A former member of the now-defunct Your Black Muslim Bakery in Oakland pleaded no contest today to one count of kidnapping and two counts of carjacking for his role in the abduction and torture of two women seven years ago.
Richard Lewis, a 30-year-old former football star at Mission High School in San Francisco, faces a term of 20 years in state prison when he’s sentenced by Alameda County Superior Court Judge Paul Delucchi on Dec. 5.
Prosecutors said the May 17, 2007, crime was a bungled attempt to get money to save the bakery from bankruptcy, as it faced a foreclosure hearing four days later. The bakery went bankrupt and closed its doors later that year.
Lewis was convicted on April 7, 2010, of kidnapping, torture and carjacking for the abduction of a mother and daughter on May 17, 2007, in what prosecutors said was an attempt to get money to save the bakery, which was run by Yusuf Bey IV, from bankruptcy.
On Dec. 10, 2010, Lewis was sentenced to life in prison without the possibility of parole.
Prosecutor Chris Lamiero alleged at Lewis’ trial that Lewis, bakery leader Yusuf Bey IV and several other bakery associates kidnapped and tortured the victims to get them to reveal where a drug dealer they knew kept his money.
Lamiero said in his closing argument that Lewis cut the daughter with a knife and threatened her with a curling iron.
Lewis testified that he had anything to do with the crime and he likely was at the bakery when it occurred.
Lewis’ trial attorney, Patrick Hetrick, told jurors that Lewis was framed by Bey’s half-brothers, Joshua Bey and Yusuf Bey V. Both pleaded guilty and received reduced sentences in exchange for their testimony.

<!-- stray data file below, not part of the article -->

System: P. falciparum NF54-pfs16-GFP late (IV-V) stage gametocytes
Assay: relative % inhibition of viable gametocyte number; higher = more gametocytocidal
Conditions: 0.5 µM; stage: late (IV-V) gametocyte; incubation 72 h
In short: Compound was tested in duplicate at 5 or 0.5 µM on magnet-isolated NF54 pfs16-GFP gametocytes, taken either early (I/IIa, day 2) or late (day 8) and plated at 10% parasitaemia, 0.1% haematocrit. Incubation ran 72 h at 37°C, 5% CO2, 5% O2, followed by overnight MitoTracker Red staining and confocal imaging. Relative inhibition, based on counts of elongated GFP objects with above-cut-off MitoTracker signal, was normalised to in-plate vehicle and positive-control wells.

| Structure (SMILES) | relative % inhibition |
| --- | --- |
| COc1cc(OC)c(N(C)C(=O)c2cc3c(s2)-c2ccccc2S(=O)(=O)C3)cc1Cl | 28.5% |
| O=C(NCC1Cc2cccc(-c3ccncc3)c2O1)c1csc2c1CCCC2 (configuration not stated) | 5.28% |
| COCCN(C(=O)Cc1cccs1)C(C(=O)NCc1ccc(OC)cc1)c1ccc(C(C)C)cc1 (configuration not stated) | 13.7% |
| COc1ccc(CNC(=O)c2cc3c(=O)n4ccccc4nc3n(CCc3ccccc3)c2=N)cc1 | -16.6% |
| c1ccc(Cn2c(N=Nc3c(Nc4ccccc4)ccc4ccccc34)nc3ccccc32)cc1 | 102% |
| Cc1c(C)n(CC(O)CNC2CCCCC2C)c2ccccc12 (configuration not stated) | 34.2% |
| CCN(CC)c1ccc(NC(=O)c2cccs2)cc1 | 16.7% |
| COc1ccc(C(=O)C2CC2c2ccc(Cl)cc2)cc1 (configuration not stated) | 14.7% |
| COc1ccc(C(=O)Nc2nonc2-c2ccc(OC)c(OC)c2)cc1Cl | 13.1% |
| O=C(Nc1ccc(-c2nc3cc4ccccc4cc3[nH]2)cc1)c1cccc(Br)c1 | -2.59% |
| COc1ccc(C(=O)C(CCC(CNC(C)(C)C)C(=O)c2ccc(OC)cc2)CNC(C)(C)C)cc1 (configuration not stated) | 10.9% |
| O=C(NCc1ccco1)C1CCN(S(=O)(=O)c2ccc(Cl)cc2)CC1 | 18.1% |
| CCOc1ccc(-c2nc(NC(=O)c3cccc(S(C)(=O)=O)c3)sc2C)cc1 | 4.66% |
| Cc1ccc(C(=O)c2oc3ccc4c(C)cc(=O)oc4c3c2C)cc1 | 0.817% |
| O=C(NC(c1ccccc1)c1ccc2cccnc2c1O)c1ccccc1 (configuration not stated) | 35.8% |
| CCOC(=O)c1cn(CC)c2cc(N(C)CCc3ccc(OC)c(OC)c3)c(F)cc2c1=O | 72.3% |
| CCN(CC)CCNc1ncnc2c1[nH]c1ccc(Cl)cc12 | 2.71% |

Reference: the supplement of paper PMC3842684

In February, a three-member panel of the First District Court of Appeal in San Francisco overturned Lewis’ conviction, saying the evidence against him was “far from overwhelming” and jurors were allowed to hear too much “inflammatory” evidence about other crimes committed by bakery members, including the August 2007 murder of journalist Chauncey Bailey.
The appellate court agreed with Hetrick, saying, “There is no strong evidence of guilt (against Lewis) apart from the testimony of accomplices who benefited greatly from their participation in the prosecution case.”
The court sent Lewis’ case back to Alameda County Superior Court for a new trial but the plea agreement means he won’t stand trial again.
The kidnapping and torture of the two women on May 17, 2007, occurred just 15 days after a San Francisco jury acquitted Lewis of murder, attempted murder and robbery charges stemming from a March 1, 2005, fatal shooting in the city’s Sunset District.
Bey was convicted of 2011 of ordering the murders of Bailey and two other men in the summer of 2007 and was sentenced to life in prison without parole.
Lewis’ new attorney, William DuBois, said today that Lewis’ plea agreement is “a fair disposition under the circumstances of the case.”
DuBois said Lewis “was an outsider to the Your Black Muslim Bakery Crowd” and he had associated with its members for only a short time before the crime occurred.
He said Lewis “was taken aback by some of their antics” and didn’t have anything to do with the murders of Chauncey Bailey and the two other victims in Bey’s case.
Jeff Shuttleworth, Bay City News